Lumens and Lies

Discussion in 'Lighting' started by bulletcatcher, May 23, 2010.

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  1. Seems like more people are catching on to the fact that lumens aren't really all that matters these days. But the scary thing is that even most people who know that don't know just HOW wrong lumens are as a rating for grow lights.

    It's not just a little wrong, it's actually harmfully misleading.

    Luminous flux - Wikipedia, the free encyclopedia

    (the black line on the graph is used to rate a light's luminous flux)

    As you can see, it is an incredibly skewed representation of the actual energy output of the light. Wavelengths in the deep red and high blue spectrums are rated at nearly 0, regardless of energy intensity. And of course those ranges are the MOST photosynthetically-active.

    But perhaps some of you have seen this graph for PAR:

    It's comically wrong. And surprise surprise, it's overlaid on the spectrum graph of every HID bulb I see. Makes HPS look great with the fake peak at yellow. It also shows green light as MORE active than blue light, which is pretty comical. Green light is of course non-active in plants to any real degree since it's reflected by chlorophyll.

    Lumens overrates HPS and MH bulbs while underrating lights with better spectrums. HPS gets overrated the most by the lumen system since sodium throws out its peak at yellow. I'm sure that's also why people don't use red-spectrum HPS en-masse. It won't be long before people figure out that targeted fluorescents (most major fluorescent manufacturers make pure red/blue T5s) and LEDs vastly outperform HID systems at equivalent wattages. I'm happy to see many other growers on this forum are discovering this as well.

    I was repeatedly told that fluorescents would not give good bud density, there wouldn't be any canopy penetration, etc. I did a small grow with 3 125W CFLs and everything claimed was completely wrong. I'm guessing people who have had poor results were hanging the lights feet away from the plants, and/or trying to use 125W of fluorescents to replace 400W of HPS and being surprised when it doesn't work.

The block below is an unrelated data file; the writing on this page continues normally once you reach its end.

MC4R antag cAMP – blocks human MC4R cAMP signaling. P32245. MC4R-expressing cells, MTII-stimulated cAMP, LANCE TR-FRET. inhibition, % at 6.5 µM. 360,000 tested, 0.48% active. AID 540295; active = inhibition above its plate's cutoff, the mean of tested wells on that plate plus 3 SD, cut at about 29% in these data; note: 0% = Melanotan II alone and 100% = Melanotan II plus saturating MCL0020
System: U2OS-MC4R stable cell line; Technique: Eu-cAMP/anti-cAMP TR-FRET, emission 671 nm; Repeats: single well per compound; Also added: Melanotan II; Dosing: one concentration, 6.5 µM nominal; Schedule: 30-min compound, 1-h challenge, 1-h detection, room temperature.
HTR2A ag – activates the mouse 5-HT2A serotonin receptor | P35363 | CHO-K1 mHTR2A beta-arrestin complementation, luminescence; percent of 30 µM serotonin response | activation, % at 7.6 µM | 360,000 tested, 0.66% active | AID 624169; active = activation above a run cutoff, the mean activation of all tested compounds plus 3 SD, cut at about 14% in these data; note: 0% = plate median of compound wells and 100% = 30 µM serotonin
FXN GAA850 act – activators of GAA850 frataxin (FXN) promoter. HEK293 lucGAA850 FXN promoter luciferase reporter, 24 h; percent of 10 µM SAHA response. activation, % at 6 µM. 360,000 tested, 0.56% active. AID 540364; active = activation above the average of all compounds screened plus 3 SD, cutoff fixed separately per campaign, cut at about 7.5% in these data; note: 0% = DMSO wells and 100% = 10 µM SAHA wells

2. What are you using to compare you CFL grow to? I too have doubts about how important lumens are when it comes to growing, however I don't think a CFL can out grow a HPS. At all.... look the sun grows best of all right, then HID, then CFL, then LED. That's been proven time after time by reputable growers on this site and outside GC.

    CFL and T5 is a great technology and can outgrow a HID system in some settings, but I wouldn't go around saying it's better for all. Large plants and larger set ups (more then 3 plants) will see better growth with HID. You just don't have the same energy in a CFL that you get in a HID, even with a narrow specta.

  3. What you stated has NOT been proven time and time again by ANYONE. I routinely see poor comparisons that stack unequal wattages of lights against eachother and then try to make a reasonable comparison. I also see lots of grows mixing spectrums during flower, getting worse results, and blaming the BULBS, not themselves for using an inferior spectrum. MH is a mixed spectrum... it flowers worse than HPS. It seems pretty clear to me that the same is going to hold true no matter what kind of bulbs you use.

    The only thing HID lights have going for them is price/output. And that's only good once you get above 400 watts. LEDs and fluoros are going to come down in price more and more and overtake HID for growing. I would guess that happens within 3-8 years.

    Here's what a proper amount of wattage and spectra can do with fluoros. I'll be taking more pictures soon, and the buds are getting massive.
  4. Check out rumps review of LEDs. Pretty good show of what they can do.

    Bottom line is floros don't have the energy HID lamps do. Period you can't argue with that. This has a direct effect to plant growth. Stop waisting your time looking at spetra charts. Plants need more then the grow light to stay healthy. They need other wl for micro nute prosessing man.
    Sure people don't use their lights to the maximum efficancy (you included man) but I'll stick with my statement that HID is better then floro.

    I should also say that I deal with the phisics and science of light for my profession...
  5. #5 Possuum, May 28, 2010
    Last edited by a moderator: May 28, 2010
    Bullet, I think I’m in overall agreement with you but I'm confused on your PAR conclusion. Are you referencing Photosyntheically Active Radiation (PAR), or Parabolic Aluminized Reflector (PAR) lamps?

    If the former then I’ll politely disagree. Photosynthetic Active Radiation is analogous to the wavelength range of 360 -700 nm. i.e. the wavelength which activates photosynthesis. This is the wavelength that LED grow lights target specifically.

    Otherwise, I agree “lumens” is a poor way to judge light quality (compared to quantity) for growing purposes. I think HID’s will be in the grow room for years to come but I am excited to see the continued development with LED grow light technology. Just imagine when 2w LED bulbs are common place thereby increasing both light quality and quantity in a very small low wattage footprint! There is a point that is reached with light saturation at which no additional photosynthesis can occur. I don't know how to calculate that and the variables supplied by the grow environment are many. But, plant physiology dictates how much "light" can be used and that which can't be is, in the case of HID, wasted as a lot of heat. That said, a lot of folks just throw a 1000w light in the flower room and generally reap great rewards. They might, however, do just as well with less light luminescence and better managed grow room variables.